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Neighbors want bridge to stay close

If a new bridge is to be built, the Russell, Ky.

Friday, September 17, 1999

If a new bridge is to be built, the Russell, Ky., resident would like to see it at the corridor C location, which would connect the area of Mulberry and Fourth streets with the Bellefonte Street turn onto U.S. 23 in Kentucky.

"We’re building something to go to the next century," Wells said. "I’d like to see it built on top of the viaduct. The Bellefonte Street connector, I can’t see four lanes of traffic on that little street. And it is not ideal for Ohio traffic because the big trucks can’t go under the underground at the lower end of town. They would still be sending the trucks to the top of the viaduct to link them onto U.S. 23."

A frequent Ironton visitor, Wells said that location would not alter his shopping patterns.

"I use the Ironton-Russell Bridge every day," Wells said. "I go to Tipton’s, Revco and my son lives in Ironton. I also go to the restaurants and eat a lot. I do a lot of business in Ironton. And it wouldn’t bother me to drive three blocks. If you can’t drive that far, shame on you."

But moving the bridge would be too costly an option, Ironton resident Josh Collins said.

"I’d say the best idea is to leave the bridge where it is," Collins said. "It would save money if they just keep the old bridge and do repairs."

Money, however, will likely become the determining factor, Brenda Jenkins said.

The Ironton resident doesn’t believe residents’ opinions will matter in the decision-making process.

"The bridge is going to go where the money is," she said. "It’s a basic fact in everything that happens down here. Whoever has the most money will get the bridge where they want it."

The only bridge option Riverside Drive resident Jim Reneau sees affecting Ironton’s and Russell’s business districts is the one that would connect the Mastin Avenue area to the Ashland Drive and U.S. 23 intersection – Corridor D.

"If it has to be A, B, C or D, I’d want it to be C," Reneau said. "C is close enough to the Ironton-Russell business districts that it wouldn’t disrupt business too much. If they built at Corridor D, though, what’s to stop me from going to Kroger’s instead of Tipton’s – nothing."

And those two options are the only ones available if the state wants to reduce the number of residents and businesses affected by the new construction, Reneau added.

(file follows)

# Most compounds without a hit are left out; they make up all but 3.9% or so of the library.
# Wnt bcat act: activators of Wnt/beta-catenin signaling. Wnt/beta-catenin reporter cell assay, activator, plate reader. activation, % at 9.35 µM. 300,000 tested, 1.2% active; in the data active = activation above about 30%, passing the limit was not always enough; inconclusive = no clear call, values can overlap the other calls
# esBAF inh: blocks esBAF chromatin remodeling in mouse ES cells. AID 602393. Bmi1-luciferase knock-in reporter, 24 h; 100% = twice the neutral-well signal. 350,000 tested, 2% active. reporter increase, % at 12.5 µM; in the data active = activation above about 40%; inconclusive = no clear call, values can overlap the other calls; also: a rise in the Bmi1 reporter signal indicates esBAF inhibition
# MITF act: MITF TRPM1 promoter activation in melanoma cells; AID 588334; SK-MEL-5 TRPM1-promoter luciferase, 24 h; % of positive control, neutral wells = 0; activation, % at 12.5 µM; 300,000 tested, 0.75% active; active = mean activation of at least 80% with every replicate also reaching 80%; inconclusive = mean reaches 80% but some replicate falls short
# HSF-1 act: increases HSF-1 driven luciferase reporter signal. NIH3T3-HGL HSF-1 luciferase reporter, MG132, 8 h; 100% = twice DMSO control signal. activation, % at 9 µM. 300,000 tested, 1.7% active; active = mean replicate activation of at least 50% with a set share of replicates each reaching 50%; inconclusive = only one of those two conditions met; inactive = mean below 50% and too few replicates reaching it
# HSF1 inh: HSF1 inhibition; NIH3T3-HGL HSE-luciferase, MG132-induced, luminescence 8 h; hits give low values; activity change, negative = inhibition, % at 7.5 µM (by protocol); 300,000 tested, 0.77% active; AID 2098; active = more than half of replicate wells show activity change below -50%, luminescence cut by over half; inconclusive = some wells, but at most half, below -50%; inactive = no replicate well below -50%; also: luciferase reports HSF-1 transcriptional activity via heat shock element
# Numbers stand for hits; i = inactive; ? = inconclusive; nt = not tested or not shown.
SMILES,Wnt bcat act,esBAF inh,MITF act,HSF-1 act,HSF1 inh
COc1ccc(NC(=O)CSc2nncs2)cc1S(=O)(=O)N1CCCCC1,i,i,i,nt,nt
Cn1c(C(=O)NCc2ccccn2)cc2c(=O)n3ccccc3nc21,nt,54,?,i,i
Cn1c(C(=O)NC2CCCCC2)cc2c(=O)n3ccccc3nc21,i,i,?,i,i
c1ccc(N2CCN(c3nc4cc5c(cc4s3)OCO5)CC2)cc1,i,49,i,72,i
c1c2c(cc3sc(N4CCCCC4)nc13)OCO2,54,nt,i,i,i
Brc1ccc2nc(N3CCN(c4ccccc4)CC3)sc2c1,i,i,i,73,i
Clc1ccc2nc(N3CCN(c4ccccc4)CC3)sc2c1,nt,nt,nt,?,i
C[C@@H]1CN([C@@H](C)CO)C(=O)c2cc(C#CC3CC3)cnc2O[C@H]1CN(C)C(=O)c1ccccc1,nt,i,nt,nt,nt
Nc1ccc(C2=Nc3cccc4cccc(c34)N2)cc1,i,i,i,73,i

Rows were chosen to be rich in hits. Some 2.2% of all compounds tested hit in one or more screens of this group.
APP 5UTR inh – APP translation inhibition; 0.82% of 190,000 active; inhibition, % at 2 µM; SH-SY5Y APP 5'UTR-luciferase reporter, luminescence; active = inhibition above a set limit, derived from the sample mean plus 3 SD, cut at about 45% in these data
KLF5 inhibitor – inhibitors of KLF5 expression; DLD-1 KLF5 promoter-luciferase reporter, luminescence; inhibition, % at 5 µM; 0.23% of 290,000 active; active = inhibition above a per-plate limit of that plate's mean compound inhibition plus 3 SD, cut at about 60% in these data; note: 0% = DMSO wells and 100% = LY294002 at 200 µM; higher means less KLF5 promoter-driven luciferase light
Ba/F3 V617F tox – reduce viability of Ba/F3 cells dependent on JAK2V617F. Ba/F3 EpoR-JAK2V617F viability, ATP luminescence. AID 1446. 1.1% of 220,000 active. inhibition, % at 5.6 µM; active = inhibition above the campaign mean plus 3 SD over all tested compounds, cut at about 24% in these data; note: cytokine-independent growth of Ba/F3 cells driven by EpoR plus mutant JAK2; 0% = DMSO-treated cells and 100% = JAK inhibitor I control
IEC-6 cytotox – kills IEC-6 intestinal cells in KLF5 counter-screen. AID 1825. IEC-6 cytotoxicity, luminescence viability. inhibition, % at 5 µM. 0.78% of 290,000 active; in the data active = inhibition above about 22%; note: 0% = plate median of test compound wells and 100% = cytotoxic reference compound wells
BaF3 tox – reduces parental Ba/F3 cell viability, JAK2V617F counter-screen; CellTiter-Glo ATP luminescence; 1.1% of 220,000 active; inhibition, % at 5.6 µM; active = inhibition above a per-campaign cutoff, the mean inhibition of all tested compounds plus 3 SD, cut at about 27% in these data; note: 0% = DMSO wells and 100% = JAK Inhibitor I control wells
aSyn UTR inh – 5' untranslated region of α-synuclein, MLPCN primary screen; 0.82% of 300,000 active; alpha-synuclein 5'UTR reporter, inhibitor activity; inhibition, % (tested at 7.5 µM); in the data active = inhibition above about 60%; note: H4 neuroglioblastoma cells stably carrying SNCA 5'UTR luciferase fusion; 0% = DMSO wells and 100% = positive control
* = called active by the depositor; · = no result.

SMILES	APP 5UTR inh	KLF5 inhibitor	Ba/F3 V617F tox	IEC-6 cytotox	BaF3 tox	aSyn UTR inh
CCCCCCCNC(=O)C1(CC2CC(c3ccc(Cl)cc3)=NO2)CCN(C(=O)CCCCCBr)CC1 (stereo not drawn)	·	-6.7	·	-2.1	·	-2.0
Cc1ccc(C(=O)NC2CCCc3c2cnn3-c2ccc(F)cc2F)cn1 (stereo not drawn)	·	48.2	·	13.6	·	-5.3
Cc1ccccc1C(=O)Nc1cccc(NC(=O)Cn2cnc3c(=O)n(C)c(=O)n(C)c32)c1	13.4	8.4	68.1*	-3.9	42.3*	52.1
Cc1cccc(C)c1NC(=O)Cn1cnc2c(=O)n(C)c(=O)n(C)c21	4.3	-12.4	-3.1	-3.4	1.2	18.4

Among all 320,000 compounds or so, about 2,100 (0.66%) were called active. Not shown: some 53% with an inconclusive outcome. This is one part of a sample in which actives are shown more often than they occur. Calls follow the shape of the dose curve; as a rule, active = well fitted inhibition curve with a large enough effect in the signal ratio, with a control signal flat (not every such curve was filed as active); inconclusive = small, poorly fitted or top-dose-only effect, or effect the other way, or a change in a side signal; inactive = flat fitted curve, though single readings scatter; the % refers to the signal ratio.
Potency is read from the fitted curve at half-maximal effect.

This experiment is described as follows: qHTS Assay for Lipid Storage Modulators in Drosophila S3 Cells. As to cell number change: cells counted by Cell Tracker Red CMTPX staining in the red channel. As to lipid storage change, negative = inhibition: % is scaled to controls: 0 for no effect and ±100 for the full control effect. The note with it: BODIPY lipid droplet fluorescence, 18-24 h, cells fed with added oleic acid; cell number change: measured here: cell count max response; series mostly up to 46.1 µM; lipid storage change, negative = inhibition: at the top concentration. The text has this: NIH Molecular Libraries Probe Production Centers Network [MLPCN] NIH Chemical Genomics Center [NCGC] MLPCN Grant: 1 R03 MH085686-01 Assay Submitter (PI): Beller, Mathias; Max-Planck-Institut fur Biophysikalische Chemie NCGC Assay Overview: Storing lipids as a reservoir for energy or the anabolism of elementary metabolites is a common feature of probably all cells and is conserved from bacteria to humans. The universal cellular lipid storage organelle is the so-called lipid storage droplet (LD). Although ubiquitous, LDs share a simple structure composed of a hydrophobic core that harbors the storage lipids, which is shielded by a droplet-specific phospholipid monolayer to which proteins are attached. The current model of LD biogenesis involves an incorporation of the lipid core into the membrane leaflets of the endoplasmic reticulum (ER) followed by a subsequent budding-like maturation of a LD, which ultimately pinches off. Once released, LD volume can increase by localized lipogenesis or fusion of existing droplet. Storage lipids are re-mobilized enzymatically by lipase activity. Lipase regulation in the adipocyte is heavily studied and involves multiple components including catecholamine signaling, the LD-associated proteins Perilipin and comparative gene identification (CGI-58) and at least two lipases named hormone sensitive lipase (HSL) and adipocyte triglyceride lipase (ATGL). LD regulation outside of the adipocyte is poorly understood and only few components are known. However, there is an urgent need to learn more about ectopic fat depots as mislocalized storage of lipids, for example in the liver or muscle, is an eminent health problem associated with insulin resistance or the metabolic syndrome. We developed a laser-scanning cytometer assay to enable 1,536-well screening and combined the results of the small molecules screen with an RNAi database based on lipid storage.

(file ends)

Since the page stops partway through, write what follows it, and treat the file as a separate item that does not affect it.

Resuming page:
"Option A, down Railroad to Ferry, would displace the most residents," he said. "Option B wouldn’t displace a lot of people, but it would take out the Depot and the new Ironton water plant – that’s not too smart."

Reneau has the perfect solution to all this bridge talk, however.

"I guess in a perfect world, the stupid State of Ohio would consider the Wurtland option and reduce the weight limit on this bridge," he said. "They could give us another 20 years and leave us … alone."

Kentucky is constructing a new two-lane industrial highway near Grayson on I-64 to U.S. 23 in Wurtland, Reneau said.

"If they want a tie-in with no traffic lights, residences or businesses, why not tie into I-64," he said. "Why not put a bridge at the foot of the Wurtland road that would tie into I-64, U.S. 52, U.S. 23, and eventually the new interstate in Ohio. They should consider the economic development for the whole region when looking for a place to build a new bridge."

A bridge built in the Mastin Avenue area would seem a better idea to Gerald Martin of Ironton.

"If they aren’t going to leave the old bridge, I think they should consider the Mastin Avenue area," Martin said. "The property in that area seems to me to be cheaper, so it would at least save money during that part of the process."

But Martin said he still holds out hope that ODOT will reconsider and return to both Ironton and Russell for further talks and negotiations.

"I agree with Ironton City Council’s resolution. They are doing the right thing," he said. "ODOT should have asked someone first instead of just telling us we only have four choices."

Residents on both sides of the river have valid arguments about where the new bridge should be located, Ashland, Ky., resident Bruce Dixon said. But, placing the bridge is just one problem ODOT will encounter during the process.

"If they come out at Mulberry Street, what are they going to do when they are at Eight, Ninth and 10th streets?" Dixon asked. "They really need to think about all that traffic heading through residential sections."

A frequent Ironton visitor, Dixon said the bridge is an essential link between the two communities. He suggested a different locale for the bridge.

"It might be wise to consider placing it in the lower end near Hanging Rock," he said. "If they do that, it might open up all that land down there that no one seems to know what to do with."

Ironton resident Keith Carroll, however, would rather see the bridge at Railroad Street.

"I don’t want it in the upper end of town," Carroll said. "It’s got to be in the lower end, and with those nice, wide access roads, I think Railroad Street is really the best place for it."

Despite the varying opinions and comments from residents, businesses and city officials, ODOT has not yet returned any decision - nor have representatives been back in contact with Ironton city officials concerning the bridge.

At this point, it is a wait and see situation, city officials said.